I quickly learned that the only way to get your hands on a copy of said book (other than pocketing your friend's book when she's not looking - Hi Anna!) is to take a ProjectWET workshop. The book is included in the small workshop fee. I was extra fortunate - the local water company (part of a very LARGE water company) offered the workshop free to local teachers - score!

Anyway... it's worth the minimal fee (I would happily pay it), for both the workshop and the book. During the course of the workshop, you'll try several of the activities for yourself, led by a trained facilitator.

At the ProjectWET website, you'll find information for contacting your local ProjectWET coordinator. And, ProjectWET isn't just for teachers - 4-H leaders, scout leaders and homeschooling parents are all welcome participants.

Keep your eyes open for ProjectWET workshop opportunities. And, if there's nothing on the horizon, why don't you gather your own group of 15-30 participants and ask ProjectWET will schedule a workshop for your group.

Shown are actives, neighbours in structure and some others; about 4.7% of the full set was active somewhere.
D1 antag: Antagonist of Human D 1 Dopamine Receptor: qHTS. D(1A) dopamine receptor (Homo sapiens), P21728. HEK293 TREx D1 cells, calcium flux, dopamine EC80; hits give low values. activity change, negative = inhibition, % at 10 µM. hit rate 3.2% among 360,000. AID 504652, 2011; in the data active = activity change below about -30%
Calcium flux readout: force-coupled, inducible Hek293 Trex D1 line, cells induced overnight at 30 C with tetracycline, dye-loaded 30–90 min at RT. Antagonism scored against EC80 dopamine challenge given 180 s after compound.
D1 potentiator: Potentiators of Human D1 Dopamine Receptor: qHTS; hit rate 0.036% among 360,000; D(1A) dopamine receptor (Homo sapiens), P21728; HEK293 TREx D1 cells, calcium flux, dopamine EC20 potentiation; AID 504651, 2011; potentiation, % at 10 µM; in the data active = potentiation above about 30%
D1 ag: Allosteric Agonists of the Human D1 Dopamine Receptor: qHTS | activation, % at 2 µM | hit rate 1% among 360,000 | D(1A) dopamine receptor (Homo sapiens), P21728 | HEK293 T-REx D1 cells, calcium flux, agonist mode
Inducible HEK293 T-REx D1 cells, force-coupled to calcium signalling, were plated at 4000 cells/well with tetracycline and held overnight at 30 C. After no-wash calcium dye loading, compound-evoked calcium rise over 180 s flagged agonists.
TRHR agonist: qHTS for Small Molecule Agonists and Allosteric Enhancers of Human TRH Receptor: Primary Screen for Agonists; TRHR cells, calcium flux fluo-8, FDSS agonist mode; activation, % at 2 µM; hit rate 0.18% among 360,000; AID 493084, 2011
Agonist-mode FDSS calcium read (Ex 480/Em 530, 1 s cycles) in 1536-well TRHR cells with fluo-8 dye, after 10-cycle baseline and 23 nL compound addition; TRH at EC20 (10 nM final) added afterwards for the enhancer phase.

Thursday, April 22, 2010

Solubility: Tie Dye Nametags

Here's an art project, that's totally based on science!

Background information:
Substances are classified as polar and non-polar (if you're interested in learning more about what exactly this means, I'll let you Google it). Polar substances can dissolve other polar substances (water is polar, sugar is polar, therefore sugar can dissolve in water), but they cannot dissolve non-polar substances (water is polar, oil is non-polar, therefore water cannot dissolve oil). This is summarized as "like dissolves like".

For this activity you'll need:
**Shaving Cream
**Pie pans
**Food Coloring
**Straight edge tool (for scraping) - a ruler works
**Paper Towels

The procedure:
1. Spray a layer of shaving cream into the pie pan.
2. Add a few drops of food coloring to the top of the shaving cream (you can use multiple colors).